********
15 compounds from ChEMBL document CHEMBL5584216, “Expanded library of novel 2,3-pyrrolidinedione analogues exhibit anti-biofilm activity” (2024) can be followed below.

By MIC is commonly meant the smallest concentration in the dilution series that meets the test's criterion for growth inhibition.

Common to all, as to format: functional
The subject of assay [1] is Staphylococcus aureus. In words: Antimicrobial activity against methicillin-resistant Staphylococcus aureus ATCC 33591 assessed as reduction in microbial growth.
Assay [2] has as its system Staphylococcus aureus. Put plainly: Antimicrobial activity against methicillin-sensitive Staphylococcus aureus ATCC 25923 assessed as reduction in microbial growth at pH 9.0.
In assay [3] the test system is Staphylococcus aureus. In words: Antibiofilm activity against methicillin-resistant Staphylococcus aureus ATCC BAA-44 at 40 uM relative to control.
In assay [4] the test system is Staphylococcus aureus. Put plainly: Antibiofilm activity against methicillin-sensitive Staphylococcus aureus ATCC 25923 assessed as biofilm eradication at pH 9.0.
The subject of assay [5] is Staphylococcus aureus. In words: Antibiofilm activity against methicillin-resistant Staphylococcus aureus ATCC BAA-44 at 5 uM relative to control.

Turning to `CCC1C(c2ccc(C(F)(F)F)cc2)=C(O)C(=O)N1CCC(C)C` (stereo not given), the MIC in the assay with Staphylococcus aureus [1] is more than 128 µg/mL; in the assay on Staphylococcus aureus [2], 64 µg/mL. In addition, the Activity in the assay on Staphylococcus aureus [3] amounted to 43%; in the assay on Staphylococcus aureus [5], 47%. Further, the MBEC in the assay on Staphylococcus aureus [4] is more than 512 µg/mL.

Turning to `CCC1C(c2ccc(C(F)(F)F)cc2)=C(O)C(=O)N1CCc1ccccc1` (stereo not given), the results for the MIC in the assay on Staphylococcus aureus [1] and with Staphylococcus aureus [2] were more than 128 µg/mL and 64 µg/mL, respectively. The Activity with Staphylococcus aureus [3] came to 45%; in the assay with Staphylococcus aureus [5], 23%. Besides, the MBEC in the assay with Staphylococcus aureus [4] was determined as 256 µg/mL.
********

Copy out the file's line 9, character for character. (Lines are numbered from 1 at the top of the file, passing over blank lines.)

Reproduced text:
Turning to `CCC1C(c2ccc(C(F)(F)F)cc2)=C(O)C(=O)N1CCC(C)C` (stereo not given), the MIC in the assay with Staphylococcus aureus [1] is more than 128 µg/mL; in the assay on Staphylococcus aureus [2], 64 µg/mL. In addition, the Activity in the assay on Staphylococcus aureus [3] amounted to 43%; in the assay on Staphylococcus aureus [5], 47%. Further, the MBEC in the assay on Staphylococcus aureus [4] is more than 512 µg/mL.